Fire season is now about two months longer than it was in the 1970s. Before summer even begins, forests are primed for large fires that spread rapidly in trees that are dehydrated from drought, compromised from fighting off bugs, and often competing for space in overly dense forests.
National forest fire and fuels programs were designed to reduce and remove excess vegetation. Each year, the USDA Forest Service uses prescribed fire and mechanical treatments to limit the potential for extreme fire activity on national forests. Years of research confirms that these treatments result in better fire suppression outcomes and help firefighters in their response efforts.
Fuels Treatment Effectiveness Monitoring (FTEM) is a collaborative effort that the Forest Service uses with other federal partners to track whether these treatments are truly having the desired effect. Firefighters and other specialists evaluate the changes in fire behavior in treated and untreated areas. Since 2006, more than 4,000 interactions between wildfires and treated areas have been monitored, recorded, and stored in a large database. FTEM statistics indicate that fuels treatments are effective in reducing the fire behavior about 80 percent of the time. Forest Service land managers use this information to continually improve how and where future fuel treatments should be employed.
The agreement is an outgrowth of two ongoing activities: Secretary Perdue’s Shared Stewardship initiative and the Western Governors’ National Forest and Rangeland Management Initiative.
Since fire doesn’t stop at national forest boundaries, USDA’s Shared Stewardship Strategy encourages federal, state and private landowners to co-manage risk at larger scales by designing fuels treatment actions across both public and private lands. Such approaches are essential where values of life and property are threatened in the Wildland Urban Interface (WUI), where homes and businesses bump up against or intermingle with state and federal wildlands.
The Shared Stewardship Strategy builds upon earlier collaborative efforts, such as the Joint Chief’s cross-boundary partnership with the Oregon Department of Forestry, the City of Ashland, Oregon, the Natural Resources Conservation Service, and the Forest Service, in which fire crews used chain saws to thin the forests around Ashland. In 2009 and again this year, Ashland was challenged by wildfire. Thankfully, their fuel treatment efforts have been effective and continue to protect municipal watersheds, major population centers, and the region’s economic infrastructure. The Ashland Forest Resiliency project report describes the success of the strategically placed fuels treatments (PDF, 1.6 MB).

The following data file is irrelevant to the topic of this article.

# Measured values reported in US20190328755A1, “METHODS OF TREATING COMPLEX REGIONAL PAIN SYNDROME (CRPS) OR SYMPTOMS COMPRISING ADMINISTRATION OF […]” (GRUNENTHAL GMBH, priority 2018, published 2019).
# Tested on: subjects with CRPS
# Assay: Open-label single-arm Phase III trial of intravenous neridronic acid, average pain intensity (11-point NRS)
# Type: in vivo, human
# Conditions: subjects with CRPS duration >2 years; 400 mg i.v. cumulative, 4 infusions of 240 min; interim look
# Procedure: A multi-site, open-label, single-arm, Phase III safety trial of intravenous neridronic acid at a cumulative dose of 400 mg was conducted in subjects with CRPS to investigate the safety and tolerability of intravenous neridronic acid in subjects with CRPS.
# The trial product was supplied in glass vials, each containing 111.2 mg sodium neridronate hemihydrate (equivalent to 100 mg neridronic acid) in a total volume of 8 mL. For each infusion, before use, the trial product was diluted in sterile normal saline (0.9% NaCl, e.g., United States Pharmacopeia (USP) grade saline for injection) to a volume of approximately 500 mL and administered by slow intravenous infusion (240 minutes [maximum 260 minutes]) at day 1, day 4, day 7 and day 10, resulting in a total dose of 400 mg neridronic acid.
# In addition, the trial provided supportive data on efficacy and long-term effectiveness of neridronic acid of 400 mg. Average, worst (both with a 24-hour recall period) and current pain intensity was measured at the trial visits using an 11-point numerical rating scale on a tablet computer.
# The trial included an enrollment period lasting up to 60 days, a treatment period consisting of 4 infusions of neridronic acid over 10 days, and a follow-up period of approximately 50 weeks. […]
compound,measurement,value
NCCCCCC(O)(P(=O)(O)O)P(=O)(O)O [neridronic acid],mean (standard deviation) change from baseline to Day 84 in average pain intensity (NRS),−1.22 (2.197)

In addition, the project infused over $25 million in contracting revenue, led to increased community preparedness before wildfire events, and created lasting partnerships between the responding agencies.
Learning from these landscape-scale treatments is an ongoing process. Fire managers will be the first to say that the more participation, preparedness, and partnership between involved parties, the better we can protect communities, keep firefighters safe, and defend our forests.
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Have you thought of using goats to graze on Wildland Urban interface to reduce fuels, we do some of that here in the west it would be nice if the forest service would increase the amount of grazing ontracts on Wildland Urban interface. What are your thoughts.
How can we better educate the individual ranger stations and the areas that they must oversee for fire fuels management. It would be nice if something came from the region that would point the Rangers in charge of these stations to start Contracting on a wider basis with contract glazing company.